My recent posts argued that managers spread resources evenly like peanut butter on a slice of bread, rather than making hard trade-offs. They do so to preserve a sense of perceived fairness among units and achieve compromise among tribes with conflicting interests. A boom provides the cash to spread around.
Despite their reputation as decision makers, managers often dodge hard calls. In many cases, the biggest obstacles are not insufficient information or uncertainty. Rather managers avoid tough decisions to preserve their organization’s social fabric and maintain truces negotiated among coalitions within the organization.
Leaders avoid hard decisions for a variety of reasons. Brute uncertainty may obscure the right course of action, for example, or executives may lack incentives to make the tough calls. Often the right choice is obvious and managers have strong incentives to make the right call. Yet they still avoid tough calls. The story of Firestone’s response to the radial tire illustrates this dynamic.
Executives, according to the conventional wisdom, are decision makers. Their job consists of laying out alternatives, calculating the relative merits of each using tools such as net present value, and making the hard choices on which deserve resources and which do not. Like a Roman emperor turning a thumb up or down in the coliseum, they make decisions and their choices have consequences.
Firms navigating through turbulent markets face many challenges. One of the most daunting, however, is how to develop their executives to effectively manage the range of diverse threats and opportunities that volatile markets generate. And how to provide this executive education in a way that offers good value for money and time.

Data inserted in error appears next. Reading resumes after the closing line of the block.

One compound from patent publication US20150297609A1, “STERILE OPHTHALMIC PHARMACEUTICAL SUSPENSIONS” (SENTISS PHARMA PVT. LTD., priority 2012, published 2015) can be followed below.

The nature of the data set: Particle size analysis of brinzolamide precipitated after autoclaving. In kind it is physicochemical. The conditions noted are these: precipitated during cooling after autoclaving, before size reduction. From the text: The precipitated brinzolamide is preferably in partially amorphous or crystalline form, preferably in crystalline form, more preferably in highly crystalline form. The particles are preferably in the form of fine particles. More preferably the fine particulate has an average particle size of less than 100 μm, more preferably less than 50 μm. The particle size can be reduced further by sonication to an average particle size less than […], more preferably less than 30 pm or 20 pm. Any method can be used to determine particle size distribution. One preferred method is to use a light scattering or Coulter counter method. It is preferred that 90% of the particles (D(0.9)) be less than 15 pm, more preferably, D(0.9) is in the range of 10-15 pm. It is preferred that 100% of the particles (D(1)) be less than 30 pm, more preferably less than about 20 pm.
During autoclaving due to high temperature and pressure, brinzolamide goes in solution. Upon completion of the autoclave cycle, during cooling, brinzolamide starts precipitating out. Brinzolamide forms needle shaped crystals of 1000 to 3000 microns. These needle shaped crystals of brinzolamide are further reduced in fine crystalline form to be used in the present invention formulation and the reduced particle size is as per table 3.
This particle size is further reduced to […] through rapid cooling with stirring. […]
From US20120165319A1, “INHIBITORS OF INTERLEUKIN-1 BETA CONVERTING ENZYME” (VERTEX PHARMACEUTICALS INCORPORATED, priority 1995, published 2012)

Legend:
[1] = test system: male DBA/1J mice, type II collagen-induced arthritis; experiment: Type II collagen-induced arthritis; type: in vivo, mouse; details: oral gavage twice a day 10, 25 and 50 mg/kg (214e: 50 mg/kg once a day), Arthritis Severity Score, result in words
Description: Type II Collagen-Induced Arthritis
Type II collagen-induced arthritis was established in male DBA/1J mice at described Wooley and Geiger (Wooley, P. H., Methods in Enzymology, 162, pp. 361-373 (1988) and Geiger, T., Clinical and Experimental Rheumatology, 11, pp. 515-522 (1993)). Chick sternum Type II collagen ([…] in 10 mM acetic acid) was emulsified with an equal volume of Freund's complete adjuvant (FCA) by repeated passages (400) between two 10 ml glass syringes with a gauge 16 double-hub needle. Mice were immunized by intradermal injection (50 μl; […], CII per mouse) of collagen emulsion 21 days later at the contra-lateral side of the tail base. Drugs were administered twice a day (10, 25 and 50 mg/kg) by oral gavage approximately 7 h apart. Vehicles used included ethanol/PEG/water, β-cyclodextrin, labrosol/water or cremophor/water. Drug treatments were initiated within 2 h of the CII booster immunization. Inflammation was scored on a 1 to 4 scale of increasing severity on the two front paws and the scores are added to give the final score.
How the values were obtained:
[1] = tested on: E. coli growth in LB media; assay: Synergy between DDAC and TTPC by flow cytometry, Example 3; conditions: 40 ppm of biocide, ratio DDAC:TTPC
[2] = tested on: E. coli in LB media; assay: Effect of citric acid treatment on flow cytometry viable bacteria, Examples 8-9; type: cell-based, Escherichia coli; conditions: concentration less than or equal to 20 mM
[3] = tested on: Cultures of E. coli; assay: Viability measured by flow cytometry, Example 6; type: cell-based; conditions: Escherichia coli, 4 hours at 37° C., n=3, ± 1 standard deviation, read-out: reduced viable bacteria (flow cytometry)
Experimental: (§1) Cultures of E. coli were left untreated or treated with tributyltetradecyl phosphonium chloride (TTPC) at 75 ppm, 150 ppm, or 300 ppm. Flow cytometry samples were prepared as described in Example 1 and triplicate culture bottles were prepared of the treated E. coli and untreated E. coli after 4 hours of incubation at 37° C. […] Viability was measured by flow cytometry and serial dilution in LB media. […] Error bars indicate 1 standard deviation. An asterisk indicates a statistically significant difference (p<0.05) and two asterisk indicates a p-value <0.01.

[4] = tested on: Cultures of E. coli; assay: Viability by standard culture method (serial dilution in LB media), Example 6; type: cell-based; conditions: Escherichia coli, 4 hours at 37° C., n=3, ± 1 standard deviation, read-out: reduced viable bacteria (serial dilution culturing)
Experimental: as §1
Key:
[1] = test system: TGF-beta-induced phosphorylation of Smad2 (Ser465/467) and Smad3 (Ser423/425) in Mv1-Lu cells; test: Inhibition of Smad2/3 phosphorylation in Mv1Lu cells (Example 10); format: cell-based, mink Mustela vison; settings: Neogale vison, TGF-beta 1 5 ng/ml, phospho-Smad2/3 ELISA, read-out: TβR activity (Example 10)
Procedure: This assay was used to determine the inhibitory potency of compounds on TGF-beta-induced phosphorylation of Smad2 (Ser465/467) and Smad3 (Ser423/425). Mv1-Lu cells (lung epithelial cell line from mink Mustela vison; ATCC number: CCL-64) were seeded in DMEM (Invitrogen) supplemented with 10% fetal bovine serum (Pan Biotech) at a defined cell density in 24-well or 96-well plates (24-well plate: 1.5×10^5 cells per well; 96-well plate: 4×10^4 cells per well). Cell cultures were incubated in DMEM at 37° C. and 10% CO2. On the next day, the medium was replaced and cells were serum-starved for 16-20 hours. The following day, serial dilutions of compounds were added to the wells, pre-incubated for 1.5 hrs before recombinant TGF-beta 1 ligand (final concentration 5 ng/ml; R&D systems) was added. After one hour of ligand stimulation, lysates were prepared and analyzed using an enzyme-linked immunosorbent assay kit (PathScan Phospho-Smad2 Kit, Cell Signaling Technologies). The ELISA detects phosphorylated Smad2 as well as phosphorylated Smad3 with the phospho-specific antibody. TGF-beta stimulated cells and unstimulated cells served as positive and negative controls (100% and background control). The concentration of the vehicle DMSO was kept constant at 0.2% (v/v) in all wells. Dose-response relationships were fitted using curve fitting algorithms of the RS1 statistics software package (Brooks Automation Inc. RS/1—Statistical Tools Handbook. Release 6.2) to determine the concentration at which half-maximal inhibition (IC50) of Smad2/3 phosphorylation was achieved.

In the current downturn, many companies have adopted a slash and burn approach to executive development. While a bit of pruning may well be in order, a wholesale dismantling of management training is short sighted. Well-designed programs provide benefits well in excess of their cost: They help managers who have never seen a recession avoid common mistakes; they allow top executives to drive their agenda. Employees, moreover, are highly motivated to learn anything that will help them navigate the current downturn.
Companies can hire stars in a downturn, but they can also develop existing employees. A recent survey of European HR executives found that the three least effective ways to cut costs in past recessions all entailed cutting back training and management development. Despite their negative impact on organizational effectiveness and employee commitment in the long-term, companies continue to rely on them to trim costs in the short-term. This is a mistake. In a downturn, management development is not a luxury to cut, but an opportunity to seize. Talent development in a downturn can create a sustainable competitive advantage in three ways:
A downturn creates a buyer’s market for resources, including high-performing employees. For complex jobs, including coding software, analyzing investments, and conducting scientific research, stars perform at levels ranging from two to ten times the productivity of average employees. Unfortunately, a star’s performance often deteriorates after switching employers. What steps can managers take to ensure that newly-hired stars continue to perform at a high level?
In a downturn firms can acquire resources that would be too expensive or unavailable in a boom. This logic applies to human resources as well as brand or hard assets. A recent survey found that hiring stars is among the most effective ways to enhance a firm’s talent pool during a recession.
Over the past few weeks, I have read dozens of special reports produced by consulting firms on managing in a downturn. Most are banal—heavy on data, light on insight, and devoid of non-obvious recommendations. There are exceptions. The Boston Consulting Group and the European Association for People management recently published an excellent white paper called “Creating people advantage in times of crisis” which provides some very practical advice on developing human resources during a downturn, as well as some surprising findings on what companies are actually doing.